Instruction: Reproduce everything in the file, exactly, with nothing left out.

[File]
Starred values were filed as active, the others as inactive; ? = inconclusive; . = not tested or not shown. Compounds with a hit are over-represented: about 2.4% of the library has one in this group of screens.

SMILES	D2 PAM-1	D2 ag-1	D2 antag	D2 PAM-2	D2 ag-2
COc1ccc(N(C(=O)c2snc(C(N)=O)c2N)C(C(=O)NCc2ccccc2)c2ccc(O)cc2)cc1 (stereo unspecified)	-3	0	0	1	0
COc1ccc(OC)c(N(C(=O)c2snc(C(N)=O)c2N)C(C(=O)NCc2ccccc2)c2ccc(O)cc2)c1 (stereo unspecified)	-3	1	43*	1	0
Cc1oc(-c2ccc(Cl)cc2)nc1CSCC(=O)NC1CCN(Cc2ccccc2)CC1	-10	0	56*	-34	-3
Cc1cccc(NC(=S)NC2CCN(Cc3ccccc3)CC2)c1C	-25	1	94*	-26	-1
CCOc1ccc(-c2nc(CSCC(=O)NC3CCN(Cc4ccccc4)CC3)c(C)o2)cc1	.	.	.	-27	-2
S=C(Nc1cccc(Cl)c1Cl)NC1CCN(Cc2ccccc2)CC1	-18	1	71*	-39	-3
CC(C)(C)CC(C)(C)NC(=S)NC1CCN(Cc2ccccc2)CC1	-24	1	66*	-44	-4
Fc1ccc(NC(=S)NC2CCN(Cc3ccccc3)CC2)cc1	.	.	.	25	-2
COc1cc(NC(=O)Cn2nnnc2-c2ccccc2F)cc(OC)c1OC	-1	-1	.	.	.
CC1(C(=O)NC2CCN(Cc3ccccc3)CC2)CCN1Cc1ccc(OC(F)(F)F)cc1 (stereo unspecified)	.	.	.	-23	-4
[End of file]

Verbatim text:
Starred values were filed as active, the others as inactive; ? = inconclusive; . = not tested or not shown. Compounds with a hit are over-represented: about 2.4% of the library has one in this group of screens.

SMILES	D2 PAM-1	D2 ag-1	D2 antag	D2 PAM-2	D2 ag-2
COc1ccc(N(C(=O)c2snc(C(N)=O)c2N)C(C(=O)NCc2ccccc2)c2ccc(O)cc2)cc1 (stereo unspecified)	-3	0	0	1	0
COc1ccc(OC)c(N(C(=O)c2snc(C(N)=O)c2N)C(C(=O)NCc2ccccc2)c2ccc(O)cc2)c1 (stereo unspecified)	-3	1	43*	1	0
Cc1oc(-c2ccc(Cl)cc2)nc1CSCC(=O)NC1CCN(Cc2ccccc2)CC1	-10	0	56*	-34	-3
Cc1cccc(NC(=S)NC2CCN(Cc3ccccc3)CC2)c1C	-25	1	94*	-26	-1
CCOc1ccc(-c2nc(CSCC(=O)NC3CCN(Cc4ccccc4)CC3)c(C)o2)cc1	.	.	.	-27	-2
S=C(Nc1cccc(Cl)c1Cl)NC1CCN(Cc2ccccc2)CC1	-18	1	71*	-39	-3
CC(C)(C)CC(C)(C)NC(=S)NC1CCN(Cc2ccccc2)CC1	-24	1	66*	-44	-4
Fc1ccc(NC(=S)NC2CCN(Cc3ccccc3)CC2)cc1	.	.	.	25	-2
COc1cc(NC(=O)Cn2nnnc2-c2ccccc2F)cc(OC)c1OC	-1	-1	.	.	.
CC1(C(=O)NC2CCN(Cc3ccccc3)CC2)CCN1Cc1ccc(OC(F)(F)F)cc1 (stereo unspecified)	.	.	.	-23	-4